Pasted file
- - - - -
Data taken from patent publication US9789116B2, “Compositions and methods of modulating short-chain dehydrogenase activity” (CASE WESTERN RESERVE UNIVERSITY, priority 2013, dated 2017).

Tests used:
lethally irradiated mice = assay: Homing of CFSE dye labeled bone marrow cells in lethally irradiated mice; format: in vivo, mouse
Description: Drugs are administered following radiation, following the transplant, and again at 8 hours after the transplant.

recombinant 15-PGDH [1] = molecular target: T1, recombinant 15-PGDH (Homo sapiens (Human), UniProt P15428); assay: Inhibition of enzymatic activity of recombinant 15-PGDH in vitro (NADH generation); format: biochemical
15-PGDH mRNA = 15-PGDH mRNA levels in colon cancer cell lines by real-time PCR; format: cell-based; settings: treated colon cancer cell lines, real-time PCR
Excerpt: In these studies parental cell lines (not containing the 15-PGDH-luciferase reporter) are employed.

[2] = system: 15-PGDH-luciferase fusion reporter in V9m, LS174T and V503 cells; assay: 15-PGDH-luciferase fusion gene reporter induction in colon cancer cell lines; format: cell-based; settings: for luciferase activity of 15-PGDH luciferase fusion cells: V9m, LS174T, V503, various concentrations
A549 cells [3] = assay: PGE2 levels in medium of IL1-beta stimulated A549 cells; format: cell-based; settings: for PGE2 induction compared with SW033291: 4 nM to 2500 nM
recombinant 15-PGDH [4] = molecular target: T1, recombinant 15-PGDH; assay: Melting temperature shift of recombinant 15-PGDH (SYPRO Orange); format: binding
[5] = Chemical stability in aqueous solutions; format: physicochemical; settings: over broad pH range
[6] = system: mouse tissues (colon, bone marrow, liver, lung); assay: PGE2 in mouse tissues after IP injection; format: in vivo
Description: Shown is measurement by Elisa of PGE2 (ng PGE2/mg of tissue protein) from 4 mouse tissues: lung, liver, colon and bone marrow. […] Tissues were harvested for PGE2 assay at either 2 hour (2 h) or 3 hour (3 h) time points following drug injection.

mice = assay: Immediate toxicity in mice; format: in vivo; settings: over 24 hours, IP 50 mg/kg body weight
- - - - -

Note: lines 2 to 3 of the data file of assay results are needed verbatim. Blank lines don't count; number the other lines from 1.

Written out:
Tests used:
lethally irradiated mice = assay: Homing of CFSE dye labeled bone marrow cells in lethally irradiated mice; format: in vivo, mouse